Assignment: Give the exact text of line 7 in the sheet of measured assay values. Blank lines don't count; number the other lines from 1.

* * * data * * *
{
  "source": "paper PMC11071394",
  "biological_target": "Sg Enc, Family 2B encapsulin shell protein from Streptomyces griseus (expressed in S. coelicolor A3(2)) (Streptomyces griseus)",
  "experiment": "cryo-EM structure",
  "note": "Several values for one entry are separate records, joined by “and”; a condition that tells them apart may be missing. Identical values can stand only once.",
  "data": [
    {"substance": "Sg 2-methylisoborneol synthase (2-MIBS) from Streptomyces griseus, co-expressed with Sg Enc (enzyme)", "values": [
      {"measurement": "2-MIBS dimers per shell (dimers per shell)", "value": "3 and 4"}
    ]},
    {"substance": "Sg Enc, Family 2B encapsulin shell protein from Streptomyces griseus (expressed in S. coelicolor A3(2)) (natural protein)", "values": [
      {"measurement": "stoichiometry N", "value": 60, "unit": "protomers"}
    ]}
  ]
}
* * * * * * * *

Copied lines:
    {"substance": "Sg 2-methylisoborneol synthase (2-MIBS) from Streptomyces griseus, co-expressed with Sg Enc (enzyme)", "values": [